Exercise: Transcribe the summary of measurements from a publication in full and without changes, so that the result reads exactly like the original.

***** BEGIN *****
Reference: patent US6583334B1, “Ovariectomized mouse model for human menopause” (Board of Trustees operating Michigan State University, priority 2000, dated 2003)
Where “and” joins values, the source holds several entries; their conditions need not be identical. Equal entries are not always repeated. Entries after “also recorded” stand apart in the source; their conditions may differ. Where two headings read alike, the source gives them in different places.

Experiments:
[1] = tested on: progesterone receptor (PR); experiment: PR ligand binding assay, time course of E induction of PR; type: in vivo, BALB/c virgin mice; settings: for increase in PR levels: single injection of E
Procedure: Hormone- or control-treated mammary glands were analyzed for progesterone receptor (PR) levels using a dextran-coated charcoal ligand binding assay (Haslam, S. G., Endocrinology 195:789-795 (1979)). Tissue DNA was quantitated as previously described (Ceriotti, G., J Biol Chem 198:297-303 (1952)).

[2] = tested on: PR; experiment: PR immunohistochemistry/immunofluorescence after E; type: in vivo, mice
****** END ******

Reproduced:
Reference: patent US6583334B1, “Ovariectomized mouse model for human menopause” (Board of Trustees operating Michigan State University, priority 2000, dated 2003)
Where “and” joins values, the source holds several entries; their conditions need not be identical. Equal entries are not always repeated. Entries after “also recorded” stand apart in the source; their conditions may differ. Where two headings read alike, the source gives them in different places.

Experiments:
[1] = tested on: progesterone receptor (PR); experiment: PR ligand binding assay, time course of E induction of PR; type: in vivo, BALB/c virgin mice; settings: for increase in PR levels: single injection of E
Procedure: Hormone- or control-treated mammary glands were analyzed for progesterone receptor (PR) levels using a dextran-coated charcoal ligand binding assay (Haslam, S. G., Endocrinology 195:789-795 (1979)). Tissue DNA was quantitated as previously described (Ceriotti, G., J Biol Chem 198:297-303 (1952)).

[2] = tested on: PR; experiment: PR immunohistochemistry/immunofluorescence after E; type: in vivo, mice